[Photo: More empty classroom stuff, UMBC by sidewalk flying, on Flickr]

 

Writing Effective Titles for Your Blog Entries

Women of WiFi, after CaillebotteHow do you write a title that makes people want to read your text? That was one of the major lessons of Chris Pirillo University (CPU): Writing for Google, an online seminar I attended last month. The on-demand version of the webinar is now available for rental on YouTube.

The session, led by Jake Ludington, covered writing titles, choosing keywords, using links, naming files, and including rich media—all the things that Google and other search engines pay attention to when they rank web pages. It’s what social media experts and marketing folks call Search Engine Optimization (SEO).

My blogs have a very specific audience of teachers and educators, so I’ve never thought much about SEO. I don’t write entries that the general person using Google or Bing is going to look for. Jake’s explanations of SEO made me realize, however, that I’ve been making a mistake by not paying more attention to my titles and the details in my posts.

I quickly realized was that I hadn’t been thinking about audience and purpose in the right ways when I was writing titles for my blog entries. I had fallen into the habit of using either titles that would fit a scholarly article or titles that relied on a pun or clever thinking to reveal their topic. Let me show you some examples, and point out what’s wrong with them:

  • Trying Out Some Tasty Blackbird Pie relies on an analogy related to the WordPress plug-in name. If you didn’t know Blackbird Pie was a plug-in, you’d have no idea what that post was about. I should have included keywords like WordPress and Twitter in that title.
     
  • Warning: Your Usage May Vary takes its title from an image in the blog post. The post is about usage and style, in particular as it relates to dialects and regional variation. Even though the title includes the word usage, I bet no one realizes what the entry is about. I should have been more descriptive instead of hoping the play on words would draw in readers.
     
  • No Yelling in the Food Court summarizes the underlying lesson of the classroom activity described in the post. Readers have no way of knowing, though, that the activity is a way to talk about audience and voice. Heck, they have no way of knowing the entry is about a classroom activity at all, and no teacher in the world who is looking for a fresh way to talk about audience is going to search for the phrase “no yelling in the food court.” I should have used a title that included the keywords and described the post better.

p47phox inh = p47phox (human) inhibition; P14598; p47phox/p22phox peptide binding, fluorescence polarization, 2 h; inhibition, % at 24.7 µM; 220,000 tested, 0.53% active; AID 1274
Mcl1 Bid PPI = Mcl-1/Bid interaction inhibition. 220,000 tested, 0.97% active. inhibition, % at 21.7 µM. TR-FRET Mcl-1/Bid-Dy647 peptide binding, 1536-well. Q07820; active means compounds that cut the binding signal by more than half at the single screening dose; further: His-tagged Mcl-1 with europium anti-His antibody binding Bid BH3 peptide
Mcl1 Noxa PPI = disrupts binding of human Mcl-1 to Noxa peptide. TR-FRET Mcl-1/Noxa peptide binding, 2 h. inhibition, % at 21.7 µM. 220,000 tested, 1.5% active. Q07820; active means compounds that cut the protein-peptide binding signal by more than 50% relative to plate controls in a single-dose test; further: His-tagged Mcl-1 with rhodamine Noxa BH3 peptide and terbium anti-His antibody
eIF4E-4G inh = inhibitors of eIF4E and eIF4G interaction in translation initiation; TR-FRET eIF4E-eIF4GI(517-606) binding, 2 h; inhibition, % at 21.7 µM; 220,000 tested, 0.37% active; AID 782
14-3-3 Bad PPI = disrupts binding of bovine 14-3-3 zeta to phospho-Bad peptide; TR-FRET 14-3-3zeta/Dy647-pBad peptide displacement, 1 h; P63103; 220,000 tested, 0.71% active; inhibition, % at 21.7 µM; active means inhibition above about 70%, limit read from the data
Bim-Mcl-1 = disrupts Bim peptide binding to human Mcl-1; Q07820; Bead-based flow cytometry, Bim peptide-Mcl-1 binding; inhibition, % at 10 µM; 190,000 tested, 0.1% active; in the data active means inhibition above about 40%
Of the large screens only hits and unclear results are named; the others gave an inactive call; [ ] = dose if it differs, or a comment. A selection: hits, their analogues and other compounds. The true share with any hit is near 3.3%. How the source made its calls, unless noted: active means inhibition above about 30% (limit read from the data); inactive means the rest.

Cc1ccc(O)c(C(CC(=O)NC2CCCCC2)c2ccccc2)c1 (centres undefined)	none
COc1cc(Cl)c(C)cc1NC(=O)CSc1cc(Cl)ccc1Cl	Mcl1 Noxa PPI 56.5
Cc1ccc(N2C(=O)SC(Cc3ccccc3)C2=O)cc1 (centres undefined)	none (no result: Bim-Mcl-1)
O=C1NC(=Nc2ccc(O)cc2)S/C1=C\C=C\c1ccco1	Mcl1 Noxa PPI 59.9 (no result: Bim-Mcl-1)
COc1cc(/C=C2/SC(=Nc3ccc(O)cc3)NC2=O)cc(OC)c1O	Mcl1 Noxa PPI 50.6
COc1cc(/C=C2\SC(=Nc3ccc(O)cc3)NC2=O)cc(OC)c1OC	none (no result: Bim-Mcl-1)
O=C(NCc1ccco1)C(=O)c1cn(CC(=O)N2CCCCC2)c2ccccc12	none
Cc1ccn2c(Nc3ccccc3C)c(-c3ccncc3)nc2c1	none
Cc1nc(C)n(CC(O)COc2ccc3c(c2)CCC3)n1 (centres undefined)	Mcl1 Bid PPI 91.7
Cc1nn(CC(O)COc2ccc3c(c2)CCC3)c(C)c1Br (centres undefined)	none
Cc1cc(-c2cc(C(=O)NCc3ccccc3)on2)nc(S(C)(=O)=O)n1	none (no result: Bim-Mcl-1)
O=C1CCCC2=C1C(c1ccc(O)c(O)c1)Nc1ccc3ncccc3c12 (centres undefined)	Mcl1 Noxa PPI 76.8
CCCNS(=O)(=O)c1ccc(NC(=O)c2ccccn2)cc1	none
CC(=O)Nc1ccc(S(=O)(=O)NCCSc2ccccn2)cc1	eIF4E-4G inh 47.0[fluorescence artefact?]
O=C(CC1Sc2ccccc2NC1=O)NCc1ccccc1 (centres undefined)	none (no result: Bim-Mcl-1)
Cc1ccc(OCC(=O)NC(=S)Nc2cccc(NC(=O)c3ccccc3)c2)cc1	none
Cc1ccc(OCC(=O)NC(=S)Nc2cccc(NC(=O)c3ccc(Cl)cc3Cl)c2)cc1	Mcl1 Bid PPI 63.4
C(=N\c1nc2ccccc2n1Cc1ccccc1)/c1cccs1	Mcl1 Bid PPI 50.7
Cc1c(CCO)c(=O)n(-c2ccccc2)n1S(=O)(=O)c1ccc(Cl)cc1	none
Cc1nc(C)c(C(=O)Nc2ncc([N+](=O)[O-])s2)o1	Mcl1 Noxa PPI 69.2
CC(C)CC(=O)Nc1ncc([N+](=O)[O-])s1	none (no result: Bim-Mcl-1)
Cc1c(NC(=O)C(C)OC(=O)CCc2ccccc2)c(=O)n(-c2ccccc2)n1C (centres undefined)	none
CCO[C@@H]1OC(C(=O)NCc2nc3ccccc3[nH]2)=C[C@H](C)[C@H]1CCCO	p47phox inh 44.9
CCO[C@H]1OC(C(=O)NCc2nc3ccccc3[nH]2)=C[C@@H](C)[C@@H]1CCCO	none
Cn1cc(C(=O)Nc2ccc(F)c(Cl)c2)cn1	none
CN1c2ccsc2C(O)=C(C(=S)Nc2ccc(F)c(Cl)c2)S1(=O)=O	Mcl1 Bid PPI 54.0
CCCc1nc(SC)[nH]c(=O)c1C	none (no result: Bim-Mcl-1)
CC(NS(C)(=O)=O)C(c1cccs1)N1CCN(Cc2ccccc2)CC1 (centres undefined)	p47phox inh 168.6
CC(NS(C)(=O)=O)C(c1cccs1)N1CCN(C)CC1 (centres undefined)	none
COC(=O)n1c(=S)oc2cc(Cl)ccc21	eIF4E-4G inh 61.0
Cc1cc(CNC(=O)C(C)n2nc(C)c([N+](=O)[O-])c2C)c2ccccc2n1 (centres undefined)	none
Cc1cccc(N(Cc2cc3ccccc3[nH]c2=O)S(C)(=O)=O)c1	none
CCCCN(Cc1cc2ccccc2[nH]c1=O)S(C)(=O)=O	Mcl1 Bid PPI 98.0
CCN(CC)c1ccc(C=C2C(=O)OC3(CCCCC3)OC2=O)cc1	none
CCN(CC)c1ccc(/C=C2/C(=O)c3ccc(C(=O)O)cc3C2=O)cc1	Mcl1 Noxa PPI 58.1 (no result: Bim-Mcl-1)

• 100 Sticky Notes, or The Simple Way to Move from Observations to Composing is more like a title for a conference presentation than a blog entry. It’s far too long and the first part (“100 Sticky Notes”) doesn’t give a reader any idea what the entry is about. Even if you read all the way to the end of the title, it’s not going to be obvious that the entry is about a reader-response strategy. Using the words “Move from Observations to Composing” was a good start, but I needed to drop the cute stuff up front and be more specific about the point of the piece.

I liked all those titles when I wrote them, but I wonder now if I would have brought in more readers if I had used better titles. The webinar made me realize that good titles applied to far more than SEO. Certainly I want people to find my posts when they search for writing activities using Google, but writing effective titles for my blog entries also matters to RSS feeds, the Tweets I send out, and other ways that I spread the word about my work.

A well-written title makes a difference everywhere. How much of a difference? How about roughly 33% more visits? In the week before I attended the session on Writing for Google, my highest days in Google Analytics showed 86 and 96 visits.

After I attended the session and applied what I heard, my two highest days were 122 and 132 visits—and that’s all in the days before Thanksgiving. Having more teachers visit my site in the days before Thanksgiving is fairly unheard of. Most people are turning their computers off and forgetting about teaching at that point.

With that response to the change I made, I’m sold. Attending Chris Pirillo University (CPU): Writing for Google helped me write more effective titles (and posts), and I learned important information that I can pass along to students I work with. Who knew that a couple of hours could make such a difference?

If you want to learn more about writing effective titles for your blog posts, take a look at How to Make Money With Google on Chris Pirillo’s blog.

 

[Image: Women of WiFi, after Caillebotte by Mike Licht, NotionsCapital.com, on Flickr]

My Top 3 Tips for Teaching with Twitter

Blue Cartoon Bird by Lisa YarostSo you’re ready to dive in and try Twitter in the classroom. Let me share these tips that can make sure your classroom experience is a smooth and effective.

  1. Create separate logins. Audience and purpose shift from message to message. Set up different Twitter accounts to keep classroom updates separate from updates for family, friends, and others. There are tips to make managing multiple accounts easier. Encourage students to create a separate account for official class work as well. I actually post on four accounts:
  2. Use hashtags. Choose a specific and unique hashtag (# plus a keyword) to group updates from your different classes (e.g., #VTEngl10). See “How To Create Successful Chats on Twitter with Hashtags” for more suggestions. Lists can work too, but you have to set up a list. You can just search for hashtags.